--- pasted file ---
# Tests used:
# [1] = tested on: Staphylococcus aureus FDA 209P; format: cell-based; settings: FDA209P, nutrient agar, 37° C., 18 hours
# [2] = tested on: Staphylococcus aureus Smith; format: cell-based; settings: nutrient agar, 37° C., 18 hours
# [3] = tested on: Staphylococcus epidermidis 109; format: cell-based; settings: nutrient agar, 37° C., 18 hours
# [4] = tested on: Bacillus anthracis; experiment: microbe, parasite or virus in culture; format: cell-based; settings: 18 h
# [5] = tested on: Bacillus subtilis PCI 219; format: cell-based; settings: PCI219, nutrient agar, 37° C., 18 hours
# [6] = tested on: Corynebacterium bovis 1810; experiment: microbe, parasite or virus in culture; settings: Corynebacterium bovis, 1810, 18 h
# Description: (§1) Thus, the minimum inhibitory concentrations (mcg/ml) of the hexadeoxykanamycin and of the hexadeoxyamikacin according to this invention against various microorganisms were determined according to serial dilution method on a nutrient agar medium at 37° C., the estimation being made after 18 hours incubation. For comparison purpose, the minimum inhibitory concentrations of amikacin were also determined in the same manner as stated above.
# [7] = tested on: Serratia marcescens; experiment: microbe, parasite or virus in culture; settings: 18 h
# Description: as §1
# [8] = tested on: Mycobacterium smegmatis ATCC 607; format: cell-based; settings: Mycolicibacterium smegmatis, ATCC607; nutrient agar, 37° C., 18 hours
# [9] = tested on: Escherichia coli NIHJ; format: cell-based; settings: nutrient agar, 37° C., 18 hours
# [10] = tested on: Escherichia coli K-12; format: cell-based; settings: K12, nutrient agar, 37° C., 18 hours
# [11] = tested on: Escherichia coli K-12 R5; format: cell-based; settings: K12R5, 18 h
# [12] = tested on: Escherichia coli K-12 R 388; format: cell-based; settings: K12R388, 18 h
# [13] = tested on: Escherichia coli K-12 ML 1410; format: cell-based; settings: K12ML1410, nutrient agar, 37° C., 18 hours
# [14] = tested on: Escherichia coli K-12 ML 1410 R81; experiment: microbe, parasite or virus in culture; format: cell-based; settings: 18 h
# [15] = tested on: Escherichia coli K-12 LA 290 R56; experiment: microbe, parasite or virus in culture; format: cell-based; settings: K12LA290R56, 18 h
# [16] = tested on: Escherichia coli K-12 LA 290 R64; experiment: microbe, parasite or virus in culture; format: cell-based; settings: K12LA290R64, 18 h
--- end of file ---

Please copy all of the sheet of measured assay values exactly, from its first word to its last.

# Tests used:
# [1] = tested on: Staphylococcus aureus FDA 209P; format: cell-based; settings: FDA209P, nutrient agar, 37° C., 18 hours
# [2] = tested on: Staphylococcus aureus Smith; format: cell-based; settings: nutrient agar, 37° C., 18 hours
# [3] = tested on: Staphylococcus epidermidis 109; format: cell-based; settings: nutrient agar, 37° C., 18 hours
# [4] = tested on: Bacillus anthracis; experiment: microbe, parasite or virus in culture; format: cell-based; settings: 18 h
# [5] = tested on: Bacillus subtilis PCI 219; format: cell-based; settings: PCI219, nutrient agar, 37° C., 18 hours
# [6] = tested on: Corynebacterium bovis 1810; experiment: microbe, parasite or virus in culture; settings: Corynebacterium bovis, 1810, 18 h
# Description: (§1) Thus, the minimum inhibitory concentrations (mcg/ml) of the hexadeoxykanamycin and of the hexadeoxyamikacin according to this invention against various microorganisms were determined according to serial dilution method on a nutrient agar medium at 37° C., the estimation being made after 18 hours incubation. For comparison purpose, the minimum inhibitory concentrations of amikacin were also determined in the same manner as stated above.
# [7] = tested on: Serratia marcescens; experiment: microbe, parasite or virus in culture; settings: 18 h
# Description: as §1
# [8] = tested on: Mycobacterium smegmatis ATCC 607; format: cell-based; settings: Mycolicibacterium smegmatis, ATCC607; nutrient agar, 37° C., 18 hours
# [9] = tested on: Escherichia coli NIHJ; format: cell-based; settings: nutrient agar, 37° C., 18 hours
# [10] = tested on: Escherichia coli K-12; format: cell-based; settings: K12, nutrient agar, 37° C., 18 hours
# [11] = tested on: Escherichia coli K-12 R5; format: cell-based; settings: K12R5, 18 h
# [12] = tested on: Escherichia coli K-12 R 388; format: cell-based; settings: K12R388, 18 h
# [13] = tested on: Escherichia coli K-12 ML 1410; format: cell-based; settings: K12ML1410, nutrient agar, 37° C., 18 hours
# [14] = tested on: Escherichia coli K-12 ML 1410 R81; experiment: microbe, parasite or virus in culture; format: cell-based; settings: 18 h
# [15] = tested on: Escherichia coli K-12 LA 290 R56; experiment: microbe, parasite or virus in culture; format: cell-based; settings: K12LA290R56, 18 h
# [16] = tested on: Escherichia coli K-12 LA 290 R64; experiment: microbe, parasite or virus in culture; format: cell-based; settings: K12LA290R64, 18 h